It seems to me that (some) Christians are unable to conceive of a world where The UK is not part of The European Union. So, one reason for reading Augustine’s weighty tome is to come to a better understanding, not only of history, but the flow of history, and of the European Union as an Empire. And, as an Empire that will not last.
Dr Haykin sets the context and then very helpfully gives an overview of the book which I won’t detail here. When I do finally get round to reading the book it will be good to have an overview to hand. Maybe I’ll write some more at another time.
Dr Haykin’s last quote (Westminster, page 54) from Augustine is powerful and relevant. Augustine writes:
‘Look, my brothers and sisters, do you wish that unto you should belong that peace which God utters? Turn your heart unto him: not unto me, or unto any man. For whatever man would turn unto himself the hearts of men, he falls with them. … Our joy, our peace, our rest, the end of all troubles, is none but God: blessed are they that turn their hearts unto him.’
If your hope is in the State (The City of Man) you are going to be hugely disappointed and will ultimately fall with it like ancient Babylon. But if you are looking for another city, namely, The City of God, then you will also share in its final triumph when the King in all His Glory comes to take residence.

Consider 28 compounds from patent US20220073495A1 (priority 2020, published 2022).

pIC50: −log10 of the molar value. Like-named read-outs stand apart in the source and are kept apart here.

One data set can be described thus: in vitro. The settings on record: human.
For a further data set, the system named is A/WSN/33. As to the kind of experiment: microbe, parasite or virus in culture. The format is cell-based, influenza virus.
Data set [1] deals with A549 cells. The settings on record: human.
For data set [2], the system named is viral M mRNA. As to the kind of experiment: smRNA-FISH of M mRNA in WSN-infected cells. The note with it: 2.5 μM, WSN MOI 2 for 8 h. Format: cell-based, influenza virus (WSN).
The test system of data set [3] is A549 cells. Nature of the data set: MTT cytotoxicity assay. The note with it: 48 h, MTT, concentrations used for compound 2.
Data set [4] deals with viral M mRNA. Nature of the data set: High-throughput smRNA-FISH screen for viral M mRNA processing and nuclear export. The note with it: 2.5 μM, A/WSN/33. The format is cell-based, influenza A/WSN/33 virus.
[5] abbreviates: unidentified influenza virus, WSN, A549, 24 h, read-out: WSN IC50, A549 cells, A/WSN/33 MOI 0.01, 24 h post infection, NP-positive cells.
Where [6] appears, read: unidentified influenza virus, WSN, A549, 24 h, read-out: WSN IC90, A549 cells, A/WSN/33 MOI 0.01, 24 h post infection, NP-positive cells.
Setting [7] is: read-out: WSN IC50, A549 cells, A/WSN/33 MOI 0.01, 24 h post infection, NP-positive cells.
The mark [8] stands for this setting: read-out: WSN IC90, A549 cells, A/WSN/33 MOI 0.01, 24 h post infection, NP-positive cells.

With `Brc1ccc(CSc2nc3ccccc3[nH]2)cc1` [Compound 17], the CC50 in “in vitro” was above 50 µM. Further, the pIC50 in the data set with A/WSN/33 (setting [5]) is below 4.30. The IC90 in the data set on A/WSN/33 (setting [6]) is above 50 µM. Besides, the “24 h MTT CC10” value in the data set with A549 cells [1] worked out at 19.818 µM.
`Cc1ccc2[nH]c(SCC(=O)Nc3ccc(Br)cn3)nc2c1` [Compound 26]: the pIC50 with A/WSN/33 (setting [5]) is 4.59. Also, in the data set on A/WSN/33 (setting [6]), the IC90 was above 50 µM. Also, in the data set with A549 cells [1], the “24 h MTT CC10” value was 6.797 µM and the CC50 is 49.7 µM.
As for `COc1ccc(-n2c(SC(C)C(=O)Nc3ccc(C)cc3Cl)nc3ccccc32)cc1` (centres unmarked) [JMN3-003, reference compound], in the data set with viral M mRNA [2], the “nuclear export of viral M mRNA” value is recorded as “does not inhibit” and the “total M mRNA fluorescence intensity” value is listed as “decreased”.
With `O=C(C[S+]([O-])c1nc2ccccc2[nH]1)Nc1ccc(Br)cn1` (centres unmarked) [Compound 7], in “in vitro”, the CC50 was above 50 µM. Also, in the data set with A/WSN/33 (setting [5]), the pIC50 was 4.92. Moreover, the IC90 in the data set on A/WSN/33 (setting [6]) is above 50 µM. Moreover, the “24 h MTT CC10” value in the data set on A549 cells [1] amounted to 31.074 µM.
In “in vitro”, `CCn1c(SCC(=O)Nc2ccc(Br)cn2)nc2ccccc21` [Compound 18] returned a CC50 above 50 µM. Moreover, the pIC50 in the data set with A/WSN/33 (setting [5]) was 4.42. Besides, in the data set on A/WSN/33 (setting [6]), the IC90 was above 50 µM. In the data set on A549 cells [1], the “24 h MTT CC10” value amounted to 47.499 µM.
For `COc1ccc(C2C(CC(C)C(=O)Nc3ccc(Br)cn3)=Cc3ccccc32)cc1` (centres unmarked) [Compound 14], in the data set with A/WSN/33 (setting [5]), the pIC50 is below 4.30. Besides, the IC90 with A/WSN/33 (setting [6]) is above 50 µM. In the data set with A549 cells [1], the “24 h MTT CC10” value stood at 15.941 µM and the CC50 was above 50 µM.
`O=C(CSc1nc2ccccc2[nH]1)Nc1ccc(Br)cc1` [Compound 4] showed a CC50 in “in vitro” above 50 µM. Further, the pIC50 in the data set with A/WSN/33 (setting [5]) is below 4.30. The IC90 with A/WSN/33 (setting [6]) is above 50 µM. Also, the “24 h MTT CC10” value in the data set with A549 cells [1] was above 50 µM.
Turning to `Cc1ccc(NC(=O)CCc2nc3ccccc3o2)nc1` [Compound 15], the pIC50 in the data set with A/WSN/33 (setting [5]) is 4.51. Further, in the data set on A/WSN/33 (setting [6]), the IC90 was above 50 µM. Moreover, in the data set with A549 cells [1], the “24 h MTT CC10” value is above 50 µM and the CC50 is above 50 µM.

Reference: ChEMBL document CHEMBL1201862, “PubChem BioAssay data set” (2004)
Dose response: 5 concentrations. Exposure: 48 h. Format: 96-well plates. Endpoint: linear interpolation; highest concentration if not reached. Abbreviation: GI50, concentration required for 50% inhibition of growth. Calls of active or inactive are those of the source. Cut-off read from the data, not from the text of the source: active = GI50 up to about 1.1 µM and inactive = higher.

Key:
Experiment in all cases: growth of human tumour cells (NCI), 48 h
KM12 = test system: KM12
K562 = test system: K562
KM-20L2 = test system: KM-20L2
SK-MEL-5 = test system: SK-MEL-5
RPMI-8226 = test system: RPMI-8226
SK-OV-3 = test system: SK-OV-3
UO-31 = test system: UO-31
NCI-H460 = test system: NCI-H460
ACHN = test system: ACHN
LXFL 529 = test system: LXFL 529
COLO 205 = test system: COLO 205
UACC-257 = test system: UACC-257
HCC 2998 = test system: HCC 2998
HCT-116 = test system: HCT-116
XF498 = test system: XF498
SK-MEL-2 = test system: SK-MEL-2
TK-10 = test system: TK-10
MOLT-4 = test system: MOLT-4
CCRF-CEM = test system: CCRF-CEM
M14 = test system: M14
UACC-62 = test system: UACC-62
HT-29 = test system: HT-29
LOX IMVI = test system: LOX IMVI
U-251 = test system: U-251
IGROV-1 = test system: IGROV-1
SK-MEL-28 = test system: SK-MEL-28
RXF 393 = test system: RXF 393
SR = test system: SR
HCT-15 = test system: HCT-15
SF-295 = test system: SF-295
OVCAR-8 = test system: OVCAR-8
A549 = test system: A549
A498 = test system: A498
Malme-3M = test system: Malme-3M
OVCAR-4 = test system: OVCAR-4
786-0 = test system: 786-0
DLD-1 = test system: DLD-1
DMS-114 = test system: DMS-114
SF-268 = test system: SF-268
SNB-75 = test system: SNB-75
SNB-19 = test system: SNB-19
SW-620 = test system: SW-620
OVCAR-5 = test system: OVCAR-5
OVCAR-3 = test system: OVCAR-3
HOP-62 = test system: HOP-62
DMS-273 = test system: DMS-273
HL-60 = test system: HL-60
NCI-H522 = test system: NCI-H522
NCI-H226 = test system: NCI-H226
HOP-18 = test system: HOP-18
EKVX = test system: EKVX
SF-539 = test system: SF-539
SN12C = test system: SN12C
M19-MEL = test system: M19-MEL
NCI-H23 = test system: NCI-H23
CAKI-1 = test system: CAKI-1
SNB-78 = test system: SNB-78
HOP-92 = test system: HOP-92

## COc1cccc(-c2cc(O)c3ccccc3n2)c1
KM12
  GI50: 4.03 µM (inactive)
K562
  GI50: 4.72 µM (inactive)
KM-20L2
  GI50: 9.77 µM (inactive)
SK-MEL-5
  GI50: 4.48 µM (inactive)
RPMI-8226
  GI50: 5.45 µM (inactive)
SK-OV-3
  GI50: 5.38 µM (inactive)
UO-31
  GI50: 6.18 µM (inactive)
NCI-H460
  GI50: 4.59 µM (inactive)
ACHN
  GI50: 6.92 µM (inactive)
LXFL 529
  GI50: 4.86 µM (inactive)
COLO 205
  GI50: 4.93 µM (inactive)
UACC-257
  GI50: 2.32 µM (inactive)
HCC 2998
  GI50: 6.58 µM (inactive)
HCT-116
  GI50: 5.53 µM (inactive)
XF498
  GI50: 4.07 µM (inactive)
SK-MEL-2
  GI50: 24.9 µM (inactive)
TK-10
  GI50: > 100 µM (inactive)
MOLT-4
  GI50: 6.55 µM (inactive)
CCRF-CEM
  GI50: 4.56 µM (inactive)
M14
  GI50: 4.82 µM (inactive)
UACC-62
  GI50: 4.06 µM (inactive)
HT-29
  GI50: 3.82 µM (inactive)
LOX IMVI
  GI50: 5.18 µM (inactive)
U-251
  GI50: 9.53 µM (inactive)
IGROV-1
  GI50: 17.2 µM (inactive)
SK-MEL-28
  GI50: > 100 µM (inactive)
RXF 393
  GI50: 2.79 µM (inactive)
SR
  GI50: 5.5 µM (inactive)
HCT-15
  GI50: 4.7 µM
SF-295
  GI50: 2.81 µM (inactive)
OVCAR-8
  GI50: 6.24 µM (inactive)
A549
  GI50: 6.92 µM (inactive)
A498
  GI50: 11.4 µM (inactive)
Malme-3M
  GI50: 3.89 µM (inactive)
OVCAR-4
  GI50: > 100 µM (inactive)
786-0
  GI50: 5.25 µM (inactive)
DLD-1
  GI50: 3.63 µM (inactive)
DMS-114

This year I have two books to read on The Gunpowder Plot. This is the first of the two. The full title is Gunpowder, Treason and Plot: The gruesome story of Guy Fawkes. Published by Day One.
The author (Clive Anderson) ‘leads tours to the British Museum, Greece and the Middle East.’ I’ve been on one of his British Museum tours, and it was absolutely brilliant.
Remember, remember the fifth of November
Gunpowder, treason and plot.
I see no reason why gunpowder treason
Should ever be forgot.
Guy Fawkes, Guy Fawkes,
‘Twas his intent
To blow up the King and the Parliament,
Three score barrels of powder below
Poor old England to overthrow
By God’s providence he was catched